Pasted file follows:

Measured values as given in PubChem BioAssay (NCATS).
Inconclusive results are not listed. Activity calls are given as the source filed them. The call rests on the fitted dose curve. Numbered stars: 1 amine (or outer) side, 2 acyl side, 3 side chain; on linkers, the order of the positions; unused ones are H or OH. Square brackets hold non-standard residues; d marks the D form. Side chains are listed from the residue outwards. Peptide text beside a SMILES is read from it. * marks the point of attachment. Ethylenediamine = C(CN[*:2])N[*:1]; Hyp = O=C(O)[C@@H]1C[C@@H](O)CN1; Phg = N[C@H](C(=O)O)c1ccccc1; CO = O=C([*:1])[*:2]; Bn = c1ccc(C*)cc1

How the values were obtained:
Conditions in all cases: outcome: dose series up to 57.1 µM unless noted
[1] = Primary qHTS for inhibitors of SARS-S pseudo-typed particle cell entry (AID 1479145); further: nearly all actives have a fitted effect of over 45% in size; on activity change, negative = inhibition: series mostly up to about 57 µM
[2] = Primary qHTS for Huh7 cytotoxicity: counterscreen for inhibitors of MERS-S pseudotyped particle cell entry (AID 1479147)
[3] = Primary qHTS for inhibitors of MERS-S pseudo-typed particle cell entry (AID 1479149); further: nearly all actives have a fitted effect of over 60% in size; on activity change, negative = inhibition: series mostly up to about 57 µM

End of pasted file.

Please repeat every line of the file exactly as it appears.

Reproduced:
Measured values as given in PubChem BioAssay (NCATS).
Inconclusive results are not listed. Activity calls are given as the source filed them. The call rests on the fitted dose curve. Numbered stars: 1 amine (or outer) side, 2 acyl side, 3 side chain; on linkers, the order of the positions; unused ones are H or OH. Square brackets hold non-standard residues; d marks the D form. Side chains are listed from the residue outwards. Peptide text beside a SMILES is read from it. * marks the point of attachment. Ethylenediamine = C(CN[*:2])N[*:1]; Hyp = O=C(O)[C@@H]1C[C@@H](O)CN1; Phg = N[C@H](C(=O)O)c1ccccc1; CO = O=C([*:1])[*:2]; Bn = c1ccc(C*)cc1

How the values were obtained:
Conditions in all cases: outcome: dose series up to 57.1 µM unless noted
[1] = Primary qHTS for inhibitors of SARS-S pseudo-typed particle cell entry (AID 1479145); further: nearly all actives have a fitted effect of over 45% in size; on activity change, negative = inhibition: series mostly up to about 57 µM
[2] = Primary qHTS for Huh7 cytotoxicity: counterscreen for inhibitors of MERS-S pseudotyped particle cell entry (AID 1479147)
[3] = Primary qHTS for inhibitors of MERS-S pseudo-typed particle cell entry (AID 1479149); further: nearly all actives have a fitted effect of over 60% in size; on activity change, negative = inhibition: series mostly up to about 57 µM